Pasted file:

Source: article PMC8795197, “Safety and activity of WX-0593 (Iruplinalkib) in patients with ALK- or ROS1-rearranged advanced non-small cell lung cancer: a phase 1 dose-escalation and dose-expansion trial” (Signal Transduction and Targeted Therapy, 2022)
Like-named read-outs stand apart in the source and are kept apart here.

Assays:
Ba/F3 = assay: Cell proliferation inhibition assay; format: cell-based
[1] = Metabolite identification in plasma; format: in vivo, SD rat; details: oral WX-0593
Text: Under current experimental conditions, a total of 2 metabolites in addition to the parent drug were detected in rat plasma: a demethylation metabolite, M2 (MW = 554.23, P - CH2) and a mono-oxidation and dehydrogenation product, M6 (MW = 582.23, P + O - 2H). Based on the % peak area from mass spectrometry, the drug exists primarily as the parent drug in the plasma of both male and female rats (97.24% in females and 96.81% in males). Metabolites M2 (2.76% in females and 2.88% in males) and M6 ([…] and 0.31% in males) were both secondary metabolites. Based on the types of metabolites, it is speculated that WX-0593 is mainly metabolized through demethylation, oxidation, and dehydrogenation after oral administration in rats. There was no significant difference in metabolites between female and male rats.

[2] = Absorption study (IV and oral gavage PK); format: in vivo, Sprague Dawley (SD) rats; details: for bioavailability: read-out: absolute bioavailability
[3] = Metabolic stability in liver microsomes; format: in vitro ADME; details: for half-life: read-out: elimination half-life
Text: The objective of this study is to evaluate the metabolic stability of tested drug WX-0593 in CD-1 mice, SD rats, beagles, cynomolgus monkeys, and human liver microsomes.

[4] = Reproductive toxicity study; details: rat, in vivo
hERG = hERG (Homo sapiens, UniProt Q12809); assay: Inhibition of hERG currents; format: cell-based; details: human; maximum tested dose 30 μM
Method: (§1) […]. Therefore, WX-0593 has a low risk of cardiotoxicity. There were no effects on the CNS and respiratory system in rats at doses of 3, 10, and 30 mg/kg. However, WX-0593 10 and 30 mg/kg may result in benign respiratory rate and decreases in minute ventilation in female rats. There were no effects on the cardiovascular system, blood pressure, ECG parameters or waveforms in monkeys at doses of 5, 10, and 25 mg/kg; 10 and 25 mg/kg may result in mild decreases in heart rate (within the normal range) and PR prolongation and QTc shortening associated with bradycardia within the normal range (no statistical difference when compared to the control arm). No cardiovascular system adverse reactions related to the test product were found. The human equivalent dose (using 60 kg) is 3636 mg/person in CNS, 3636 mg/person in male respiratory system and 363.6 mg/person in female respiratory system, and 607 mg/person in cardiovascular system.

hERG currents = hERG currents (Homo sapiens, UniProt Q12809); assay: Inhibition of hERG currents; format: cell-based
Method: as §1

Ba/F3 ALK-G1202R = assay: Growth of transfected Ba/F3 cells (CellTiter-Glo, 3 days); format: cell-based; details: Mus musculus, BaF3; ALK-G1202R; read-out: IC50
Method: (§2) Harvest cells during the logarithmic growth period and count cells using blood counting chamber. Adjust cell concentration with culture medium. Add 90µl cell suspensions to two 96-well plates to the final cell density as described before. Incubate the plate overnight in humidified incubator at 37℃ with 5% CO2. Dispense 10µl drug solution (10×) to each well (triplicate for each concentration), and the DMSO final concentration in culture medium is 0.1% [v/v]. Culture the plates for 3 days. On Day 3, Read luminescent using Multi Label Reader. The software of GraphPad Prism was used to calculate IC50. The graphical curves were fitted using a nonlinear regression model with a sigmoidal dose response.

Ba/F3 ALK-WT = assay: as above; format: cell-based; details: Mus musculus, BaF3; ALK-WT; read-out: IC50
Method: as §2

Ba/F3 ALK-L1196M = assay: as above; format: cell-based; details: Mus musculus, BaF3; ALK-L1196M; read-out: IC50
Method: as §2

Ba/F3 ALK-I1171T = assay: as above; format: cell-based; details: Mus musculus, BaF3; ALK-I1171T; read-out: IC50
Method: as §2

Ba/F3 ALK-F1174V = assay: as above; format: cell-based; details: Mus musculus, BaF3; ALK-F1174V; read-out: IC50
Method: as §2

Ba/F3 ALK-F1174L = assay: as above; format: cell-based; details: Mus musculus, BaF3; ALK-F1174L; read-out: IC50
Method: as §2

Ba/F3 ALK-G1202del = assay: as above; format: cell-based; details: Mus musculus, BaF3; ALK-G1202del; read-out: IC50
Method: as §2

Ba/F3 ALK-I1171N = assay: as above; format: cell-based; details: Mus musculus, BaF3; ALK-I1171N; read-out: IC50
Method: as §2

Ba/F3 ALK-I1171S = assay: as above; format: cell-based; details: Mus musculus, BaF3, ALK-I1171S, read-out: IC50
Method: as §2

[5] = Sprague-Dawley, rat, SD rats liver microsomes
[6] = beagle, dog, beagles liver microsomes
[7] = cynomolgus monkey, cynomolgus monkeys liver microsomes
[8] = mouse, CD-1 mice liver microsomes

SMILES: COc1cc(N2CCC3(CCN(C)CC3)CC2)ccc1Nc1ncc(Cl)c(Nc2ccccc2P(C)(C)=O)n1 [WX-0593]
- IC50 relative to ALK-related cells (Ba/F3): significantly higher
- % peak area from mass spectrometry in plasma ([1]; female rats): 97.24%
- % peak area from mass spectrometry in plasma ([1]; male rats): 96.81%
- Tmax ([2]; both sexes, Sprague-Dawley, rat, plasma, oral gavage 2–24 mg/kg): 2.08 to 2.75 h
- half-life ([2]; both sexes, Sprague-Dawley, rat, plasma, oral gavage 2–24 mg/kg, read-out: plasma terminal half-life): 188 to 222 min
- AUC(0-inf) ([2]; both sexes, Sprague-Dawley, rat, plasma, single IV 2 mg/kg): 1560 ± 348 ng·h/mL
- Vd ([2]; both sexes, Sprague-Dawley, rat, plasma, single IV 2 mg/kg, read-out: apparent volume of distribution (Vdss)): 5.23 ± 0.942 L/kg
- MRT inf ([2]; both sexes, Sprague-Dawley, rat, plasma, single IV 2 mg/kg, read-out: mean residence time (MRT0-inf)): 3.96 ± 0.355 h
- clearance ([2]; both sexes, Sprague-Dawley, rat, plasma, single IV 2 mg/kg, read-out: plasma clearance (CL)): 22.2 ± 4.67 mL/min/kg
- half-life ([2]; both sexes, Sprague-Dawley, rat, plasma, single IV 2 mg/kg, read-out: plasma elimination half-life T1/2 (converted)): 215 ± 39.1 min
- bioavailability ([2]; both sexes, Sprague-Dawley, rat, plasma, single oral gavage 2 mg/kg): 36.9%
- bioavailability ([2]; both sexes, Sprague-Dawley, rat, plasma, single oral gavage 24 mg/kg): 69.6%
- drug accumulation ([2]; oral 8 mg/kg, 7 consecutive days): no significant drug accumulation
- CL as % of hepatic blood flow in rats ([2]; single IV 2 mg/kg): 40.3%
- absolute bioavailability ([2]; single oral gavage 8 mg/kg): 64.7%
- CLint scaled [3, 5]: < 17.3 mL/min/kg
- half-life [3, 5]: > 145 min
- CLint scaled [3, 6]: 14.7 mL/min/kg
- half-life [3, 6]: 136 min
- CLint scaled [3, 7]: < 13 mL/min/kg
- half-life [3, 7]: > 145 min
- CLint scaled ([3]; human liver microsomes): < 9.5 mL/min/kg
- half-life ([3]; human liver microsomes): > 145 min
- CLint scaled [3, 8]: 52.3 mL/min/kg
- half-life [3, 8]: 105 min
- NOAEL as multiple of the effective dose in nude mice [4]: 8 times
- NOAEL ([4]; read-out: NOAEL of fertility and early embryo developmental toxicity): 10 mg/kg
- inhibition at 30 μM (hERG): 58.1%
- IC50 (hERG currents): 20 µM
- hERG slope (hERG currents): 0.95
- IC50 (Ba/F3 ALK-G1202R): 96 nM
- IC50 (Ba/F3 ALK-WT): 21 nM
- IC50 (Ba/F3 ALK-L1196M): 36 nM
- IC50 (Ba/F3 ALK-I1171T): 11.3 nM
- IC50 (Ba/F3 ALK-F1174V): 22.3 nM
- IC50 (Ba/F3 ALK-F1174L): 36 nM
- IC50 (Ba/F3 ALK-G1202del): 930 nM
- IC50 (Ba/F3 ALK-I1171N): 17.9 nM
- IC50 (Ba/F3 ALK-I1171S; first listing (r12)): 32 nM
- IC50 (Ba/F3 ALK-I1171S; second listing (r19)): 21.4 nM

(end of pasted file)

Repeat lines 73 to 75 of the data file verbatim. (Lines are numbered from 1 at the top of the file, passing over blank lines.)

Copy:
- IC50 (Ba/F3 ALK-F1174L): 36 nM
- IC50 (Ba/F3 ALK-G1202del): 930 nM
- IC50 (Ba/F3 ALK-I1171N): 17.9 nM